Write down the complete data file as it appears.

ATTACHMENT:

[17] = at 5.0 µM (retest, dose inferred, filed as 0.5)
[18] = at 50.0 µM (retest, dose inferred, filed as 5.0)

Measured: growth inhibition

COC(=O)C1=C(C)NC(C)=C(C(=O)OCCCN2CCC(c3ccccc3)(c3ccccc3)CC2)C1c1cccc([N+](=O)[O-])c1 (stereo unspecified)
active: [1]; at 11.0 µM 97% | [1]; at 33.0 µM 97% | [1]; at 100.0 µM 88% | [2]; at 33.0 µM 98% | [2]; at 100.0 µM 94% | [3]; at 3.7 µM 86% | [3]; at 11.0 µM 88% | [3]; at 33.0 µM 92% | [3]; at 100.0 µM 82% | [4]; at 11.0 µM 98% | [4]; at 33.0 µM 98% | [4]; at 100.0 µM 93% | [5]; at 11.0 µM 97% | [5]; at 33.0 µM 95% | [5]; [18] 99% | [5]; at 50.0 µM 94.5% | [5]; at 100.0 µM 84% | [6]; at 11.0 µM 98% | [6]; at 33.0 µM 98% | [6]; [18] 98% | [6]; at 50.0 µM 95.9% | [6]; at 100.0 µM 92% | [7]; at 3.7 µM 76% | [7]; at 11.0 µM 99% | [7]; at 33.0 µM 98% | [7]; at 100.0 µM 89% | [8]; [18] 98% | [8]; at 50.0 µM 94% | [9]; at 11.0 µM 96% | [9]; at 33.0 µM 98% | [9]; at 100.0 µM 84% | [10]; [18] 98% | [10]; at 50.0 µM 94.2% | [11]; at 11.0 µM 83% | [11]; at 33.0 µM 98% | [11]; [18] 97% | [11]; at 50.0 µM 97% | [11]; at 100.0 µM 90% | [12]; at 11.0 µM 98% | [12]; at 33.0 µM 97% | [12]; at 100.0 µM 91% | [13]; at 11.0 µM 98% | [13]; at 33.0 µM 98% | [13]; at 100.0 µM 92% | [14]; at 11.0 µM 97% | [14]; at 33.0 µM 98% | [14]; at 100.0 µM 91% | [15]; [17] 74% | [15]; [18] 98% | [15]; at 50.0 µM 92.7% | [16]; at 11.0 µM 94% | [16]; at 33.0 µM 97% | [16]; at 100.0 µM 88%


[17] = at 5.0 µM (retest, dose inferred, filed as 0.5)
[18] = at 50.0 µM (retest, dose inferred, filed as 5.0)

Measured: growth inhibition

COC(=O)C1=C(C)NC(C)=C(C(=O)OCCCN2CCC(c3ccccc3)(c3ccccc3)CC2)C1c1cccc([N+](=O)[O-])c1 (stereo unspecified)
active: [1]; at 11.0 µM 97% | [1]; at 33.0 µM 97% | [1]; at 100.0 µM 88% | [2]; at 33.0 µM 98% | [2]; at 100.0 µM 94% | [3]; at 3.7 µM 86% | [3]; at 11.0 µM 88% | [3]; at 33.0 µM 92% | [3]; at 100.0 µM 82% | [4]; at 11.0 µM 98% | [4]; at 33.0 µM 98% | [4]; at 100.0 µM 93% | [5]; at 11.0 µM 97% | [5]; at 33.0 µM 95% | [5]; [18] 99% | [5]; at 50.0 µM 94.5% | [5]; at 100.0 µM 84% | [6]; at 11.0 µM 98% | [6]; at 33.0 µM 98% | [6]; [18] 98% | [6]; at 50.0 µM 95.9% | [6]; at 100.0 µM 92% | [7]; at 3.7 µM 76% | [7]; at 11.0 µM 99% | [7]; at 33.0 µM 98% | [7]; at 100.0 µM 89% | [8]; [18] 98% | [8]; at 50.0 µM 94% | [9]; at 11.0 µM 96% | [9]; at 33.0 µM 98% | [9]; at 100.0 µM 84% | [10]; [18] 98% | [10]; at 50.0 µM 94.2% | [11]; at 11.0 µM 83% | [11]; at 33.0 µM 98% | [11]; [18] 97% | [11]; at 50.0 µM 97% | [11]; at 100.0 µM 90% | [12]; at 11.0 µM 98% | [12]; at 33.0 µM 97% | [12]; at 100.0 µM 91% | [13]; at 11.0 µM 98% | [13]; at 33.0 µM 98% | [13]; at 100.0 µM 92% | [14]; at 11.0 µM 97% | [14]; at 33.0 µM 98% | [14]; at 100.0 µM 91% | [15]; [17] 74% | [15]; [18] 98% | [15]; at 50.0 µM 92.7% | [16]; at 11.0 µM 94% | [16]; at 33.0 µM 97% | [16]; at 100.0 µM 88%